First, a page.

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Email received February 11 2007 from Dr Ruth Watkins

Today's food programme 11 Feb

I would like to comment on Professor Oxford's remarks and David Milliband's response.
David Milliband and officialdom in general are looking for advice from scientists for their briefing when they should be looking for advice from clinical virologists experienced in outbreak management.  With respect to John Oxford he is a scientist but he is not a clinician nor is he a scientist with clinical responsibilities at The Royal London and Barts. 
The key to a disinterested and balanced briefing for ministers is that the advice should come from someone with clinical experience in outbreaks as well as virus expertise, and this may involve a professional group rather than COBRA. 
John Oxford has investigated historical outbreaks, the 1918 flu, but not outbreaks in the present where there is a problem now: outbreaks of diarrhoea or respiratory infection, chickenpox, hepatitis B in hospitals or the community and with problems of contact and exposure between individuals and travellers.
Human clinical virologists are dealing with these problems everyday.  They keep themselves up to date with the literature and with the epidemiology of outbreaks, via the communicable disease surveillance centre and meetings.  In the case of Avian flu there has been a lot of information for years on the Promed site and the professional ornithology societies as well as articles in magazines.  Is there a veterinary equivalent of the clinical virologist and communicable disease consultant?
It is clinically naive of John Oxford to claim that because he was told there was no international trade connection with Bernard Matthew's operation that he was justified in ruling this out, in his Q and A section published on the web where he only mentions wild birds as a possible source.  I don't believe a practising virology clinician would have been persuaded to fall for the story of the wild bird even though at that time no business connection was known with a source of avian flu abroad.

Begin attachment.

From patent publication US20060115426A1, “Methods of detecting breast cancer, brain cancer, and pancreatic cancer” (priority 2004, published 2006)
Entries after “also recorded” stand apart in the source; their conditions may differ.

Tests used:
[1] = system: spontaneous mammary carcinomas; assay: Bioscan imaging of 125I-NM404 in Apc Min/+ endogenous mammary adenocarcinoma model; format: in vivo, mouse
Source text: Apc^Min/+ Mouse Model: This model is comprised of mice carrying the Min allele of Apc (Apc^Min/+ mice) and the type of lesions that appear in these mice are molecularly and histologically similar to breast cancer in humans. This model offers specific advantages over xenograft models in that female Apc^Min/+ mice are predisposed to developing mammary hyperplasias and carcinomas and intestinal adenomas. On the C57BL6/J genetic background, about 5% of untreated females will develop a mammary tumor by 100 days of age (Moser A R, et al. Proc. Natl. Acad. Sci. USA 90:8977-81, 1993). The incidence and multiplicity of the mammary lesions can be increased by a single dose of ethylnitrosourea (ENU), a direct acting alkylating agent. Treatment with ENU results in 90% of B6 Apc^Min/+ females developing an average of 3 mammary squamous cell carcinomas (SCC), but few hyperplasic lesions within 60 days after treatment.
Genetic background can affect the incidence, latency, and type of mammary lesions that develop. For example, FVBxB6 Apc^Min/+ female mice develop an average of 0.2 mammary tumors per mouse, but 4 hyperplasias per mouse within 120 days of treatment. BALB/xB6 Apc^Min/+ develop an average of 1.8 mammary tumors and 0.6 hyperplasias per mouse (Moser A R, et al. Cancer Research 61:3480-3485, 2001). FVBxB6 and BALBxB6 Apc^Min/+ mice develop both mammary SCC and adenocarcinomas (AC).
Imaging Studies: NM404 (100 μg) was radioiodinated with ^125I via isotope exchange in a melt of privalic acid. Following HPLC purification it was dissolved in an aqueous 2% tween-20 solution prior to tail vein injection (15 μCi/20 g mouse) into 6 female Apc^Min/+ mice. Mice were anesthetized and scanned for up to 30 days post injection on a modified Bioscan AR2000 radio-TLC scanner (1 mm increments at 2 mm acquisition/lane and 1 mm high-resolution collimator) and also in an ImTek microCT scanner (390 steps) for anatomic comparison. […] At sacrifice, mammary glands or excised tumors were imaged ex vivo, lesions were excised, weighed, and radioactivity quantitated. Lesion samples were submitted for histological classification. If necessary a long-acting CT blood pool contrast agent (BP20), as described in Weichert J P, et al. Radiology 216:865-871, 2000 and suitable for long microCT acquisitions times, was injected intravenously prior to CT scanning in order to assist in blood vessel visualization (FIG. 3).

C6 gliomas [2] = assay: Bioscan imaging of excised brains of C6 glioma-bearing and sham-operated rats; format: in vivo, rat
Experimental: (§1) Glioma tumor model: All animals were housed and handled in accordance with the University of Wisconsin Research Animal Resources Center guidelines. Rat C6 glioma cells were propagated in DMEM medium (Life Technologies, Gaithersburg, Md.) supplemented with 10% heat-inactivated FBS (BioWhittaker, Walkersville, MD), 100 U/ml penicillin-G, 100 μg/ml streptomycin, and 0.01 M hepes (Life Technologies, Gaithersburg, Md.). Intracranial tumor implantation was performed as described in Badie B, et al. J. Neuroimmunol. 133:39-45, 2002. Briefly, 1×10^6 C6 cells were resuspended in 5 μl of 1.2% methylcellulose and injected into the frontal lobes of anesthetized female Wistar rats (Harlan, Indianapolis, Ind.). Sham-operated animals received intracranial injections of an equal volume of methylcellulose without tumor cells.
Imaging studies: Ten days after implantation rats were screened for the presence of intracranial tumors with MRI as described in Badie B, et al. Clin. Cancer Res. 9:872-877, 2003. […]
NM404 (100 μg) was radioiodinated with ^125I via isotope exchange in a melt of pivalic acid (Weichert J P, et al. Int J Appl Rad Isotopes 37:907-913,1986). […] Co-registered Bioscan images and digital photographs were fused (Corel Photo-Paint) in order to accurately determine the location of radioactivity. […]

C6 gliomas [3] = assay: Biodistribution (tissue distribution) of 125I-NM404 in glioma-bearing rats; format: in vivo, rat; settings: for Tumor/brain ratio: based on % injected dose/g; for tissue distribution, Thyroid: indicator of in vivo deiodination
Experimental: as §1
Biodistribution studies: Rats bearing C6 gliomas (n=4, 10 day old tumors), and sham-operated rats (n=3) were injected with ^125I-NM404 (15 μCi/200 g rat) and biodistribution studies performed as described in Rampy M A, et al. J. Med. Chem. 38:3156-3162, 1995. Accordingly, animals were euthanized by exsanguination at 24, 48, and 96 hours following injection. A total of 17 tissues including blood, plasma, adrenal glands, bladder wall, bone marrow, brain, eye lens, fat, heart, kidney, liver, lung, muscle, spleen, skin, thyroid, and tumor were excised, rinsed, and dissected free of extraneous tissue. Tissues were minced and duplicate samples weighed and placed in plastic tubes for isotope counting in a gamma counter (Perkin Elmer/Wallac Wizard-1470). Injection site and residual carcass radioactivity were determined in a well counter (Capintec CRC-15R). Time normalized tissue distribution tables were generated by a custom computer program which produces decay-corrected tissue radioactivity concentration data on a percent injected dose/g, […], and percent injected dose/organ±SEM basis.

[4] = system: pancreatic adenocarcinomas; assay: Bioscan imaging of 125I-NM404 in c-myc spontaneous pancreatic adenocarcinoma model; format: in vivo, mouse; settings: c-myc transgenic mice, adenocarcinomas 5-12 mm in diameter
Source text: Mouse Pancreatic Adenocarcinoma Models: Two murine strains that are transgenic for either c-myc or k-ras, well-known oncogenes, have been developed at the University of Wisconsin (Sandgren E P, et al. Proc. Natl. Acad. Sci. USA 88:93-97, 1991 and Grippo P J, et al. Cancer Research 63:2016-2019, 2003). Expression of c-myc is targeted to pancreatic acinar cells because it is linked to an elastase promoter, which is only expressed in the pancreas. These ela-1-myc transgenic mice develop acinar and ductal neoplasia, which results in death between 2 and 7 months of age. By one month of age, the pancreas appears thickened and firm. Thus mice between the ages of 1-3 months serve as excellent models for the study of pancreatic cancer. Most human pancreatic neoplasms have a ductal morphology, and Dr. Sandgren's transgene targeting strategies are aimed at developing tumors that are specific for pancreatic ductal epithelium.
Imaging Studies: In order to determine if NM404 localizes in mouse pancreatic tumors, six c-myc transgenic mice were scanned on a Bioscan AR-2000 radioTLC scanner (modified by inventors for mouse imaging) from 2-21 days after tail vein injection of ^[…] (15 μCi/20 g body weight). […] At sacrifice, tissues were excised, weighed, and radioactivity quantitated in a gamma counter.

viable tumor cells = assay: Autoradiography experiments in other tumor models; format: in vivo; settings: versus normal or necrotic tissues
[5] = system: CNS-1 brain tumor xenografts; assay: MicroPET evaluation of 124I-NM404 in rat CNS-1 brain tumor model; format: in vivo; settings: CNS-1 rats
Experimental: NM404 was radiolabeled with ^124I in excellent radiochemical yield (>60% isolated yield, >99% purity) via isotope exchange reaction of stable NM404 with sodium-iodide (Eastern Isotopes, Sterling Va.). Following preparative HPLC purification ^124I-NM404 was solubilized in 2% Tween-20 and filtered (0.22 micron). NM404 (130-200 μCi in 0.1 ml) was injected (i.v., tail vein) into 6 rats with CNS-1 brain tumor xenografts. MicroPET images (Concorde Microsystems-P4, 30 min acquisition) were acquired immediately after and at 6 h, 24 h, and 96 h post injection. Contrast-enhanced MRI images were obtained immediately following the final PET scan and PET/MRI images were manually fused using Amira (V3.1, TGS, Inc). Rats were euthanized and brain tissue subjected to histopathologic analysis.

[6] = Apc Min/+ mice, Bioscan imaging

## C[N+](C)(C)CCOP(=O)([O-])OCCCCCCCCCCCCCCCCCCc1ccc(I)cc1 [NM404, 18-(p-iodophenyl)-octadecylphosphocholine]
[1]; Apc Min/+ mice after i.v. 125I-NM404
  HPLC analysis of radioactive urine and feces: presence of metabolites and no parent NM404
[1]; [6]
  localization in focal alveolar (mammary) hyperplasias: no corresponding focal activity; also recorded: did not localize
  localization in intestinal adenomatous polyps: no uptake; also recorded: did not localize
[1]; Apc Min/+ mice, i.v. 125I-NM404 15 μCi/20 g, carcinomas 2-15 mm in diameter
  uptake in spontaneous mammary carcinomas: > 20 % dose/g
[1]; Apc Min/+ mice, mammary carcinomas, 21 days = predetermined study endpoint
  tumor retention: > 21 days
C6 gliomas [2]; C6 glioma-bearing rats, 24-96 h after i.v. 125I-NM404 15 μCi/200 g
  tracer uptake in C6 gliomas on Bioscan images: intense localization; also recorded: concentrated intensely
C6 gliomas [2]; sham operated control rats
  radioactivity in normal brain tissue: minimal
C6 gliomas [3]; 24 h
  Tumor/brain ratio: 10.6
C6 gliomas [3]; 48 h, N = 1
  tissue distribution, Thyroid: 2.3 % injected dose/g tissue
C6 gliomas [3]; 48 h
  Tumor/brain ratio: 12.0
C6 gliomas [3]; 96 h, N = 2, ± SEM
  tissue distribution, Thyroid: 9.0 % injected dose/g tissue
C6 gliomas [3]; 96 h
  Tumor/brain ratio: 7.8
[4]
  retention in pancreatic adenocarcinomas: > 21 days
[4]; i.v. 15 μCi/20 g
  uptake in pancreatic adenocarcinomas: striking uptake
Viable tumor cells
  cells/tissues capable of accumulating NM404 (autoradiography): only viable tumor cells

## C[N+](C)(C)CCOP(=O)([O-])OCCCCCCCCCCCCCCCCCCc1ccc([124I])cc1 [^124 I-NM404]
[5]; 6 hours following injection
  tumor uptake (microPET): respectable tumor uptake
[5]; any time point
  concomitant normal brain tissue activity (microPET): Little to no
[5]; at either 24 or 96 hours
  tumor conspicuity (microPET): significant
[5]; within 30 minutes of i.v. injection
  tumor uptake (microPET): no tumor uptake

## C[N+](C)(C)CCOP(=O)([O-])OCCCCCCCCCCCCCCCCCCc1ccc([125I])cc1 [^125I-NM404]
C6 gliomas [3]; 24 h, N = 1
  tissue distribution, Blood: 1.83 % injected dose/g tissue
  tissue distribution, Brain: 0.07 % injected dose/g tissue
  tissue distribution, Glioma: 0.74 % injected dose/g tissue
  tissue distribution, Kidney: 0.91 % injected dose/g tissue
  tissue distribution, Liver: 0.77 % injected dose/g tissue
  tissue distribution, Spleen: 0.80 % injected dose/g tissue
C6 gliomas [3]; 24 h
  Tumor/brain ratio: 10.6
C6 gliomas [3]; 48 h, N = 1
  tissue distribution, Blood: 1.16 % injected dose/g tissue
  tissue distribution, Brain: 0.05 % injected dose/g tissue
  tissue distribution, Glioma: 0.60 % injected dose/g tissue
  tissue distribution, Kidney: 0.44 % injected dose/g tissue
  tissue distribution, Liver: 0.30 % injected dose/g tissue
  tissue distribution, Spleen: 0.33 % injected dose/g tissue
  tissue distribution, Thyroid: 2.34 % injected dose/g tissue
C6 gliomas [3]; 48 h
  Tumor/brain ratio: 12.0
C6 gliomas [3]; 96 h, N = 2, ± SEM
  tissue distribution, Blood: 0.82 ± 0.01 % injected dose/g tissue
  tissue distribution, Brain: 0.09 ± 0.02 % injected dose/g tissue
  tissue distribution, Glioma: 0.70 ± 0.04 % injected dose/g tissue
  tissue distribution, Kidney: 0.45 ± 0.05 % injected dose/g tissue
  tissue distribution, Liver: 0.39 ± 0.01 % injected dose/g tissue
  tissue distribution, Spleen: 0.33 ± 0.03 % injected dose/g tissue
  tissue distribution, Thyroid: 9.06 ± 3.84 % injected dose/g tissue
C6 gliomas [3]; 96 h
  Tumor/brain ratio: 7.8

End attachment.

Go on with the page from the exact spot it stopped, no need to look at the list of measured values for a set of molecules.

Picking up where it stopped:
Also the story about vermin or birds spreading the avian flu virus within the Holton plant, from the improperly stored imported turkey offcuts to a turkey shed or between turkey sheds is not as likely as the agency of human spread on hands or feet or clothes etc.  John Oxford did mention this to give him credit in his interview on the programme.
As you know when I was asked to comment for BBC News 24 on the first Saturday of the Matthew's outbreak on the 3rd Feb, I said that the main cause in spread of avian flu had been via humans, trading poultry and its products legally or illegally and in using poultry manure to feed warm fish farms etc. 
My clinical experience has made me wise to the many surprises that are thrown up when investigating outbreaks and the relevance of past experience that others have had, in this case Nigeria, Egypt, Pakistan and Vietnam for example.
It is vital that advice in controlling outbreaks is given by professionally qualified clinical virologists (in human medicine and ideally veterinary medicine as well of course) in conjunction with scientists. This is an animal virus with important human health considerations.  There is a large body of appropriately qualified and experienced people in human medicine in contrast to veterinary medicine.
Just as in the case of DNA fingerprinting of humans to catch out criminals or Polonium 210 leaving a trail of contamination, sequencing extensive parts of or the whole of a virus, which can be done quite quickly now, gives essential information.  Mother to baby pairs of herpes simplex virus transmission as distinct from transmission from staff to babies on neonatal units, or the source of a hepatitis B or HIV outbreak from a surgeon to his or her patients, or infection pairs such as needlestick donor and recipient in the case of an accidental needle prick and so on.  If the source of this avian flu outbreak had been trade with China we would not have had a virus to compare with the Holton turkey virus and would have been none the wiser except perhaps circumstantial evidence of trade via a paper trail. 
We are fortunate to be in a position to recognise the truth and to learn the lessons and put these into practice for ourselves and the world by the thorough investigation DEFRA are in the process of doing, even if it has been a little slow or less than transparent at times. 
Ruth Watkins



































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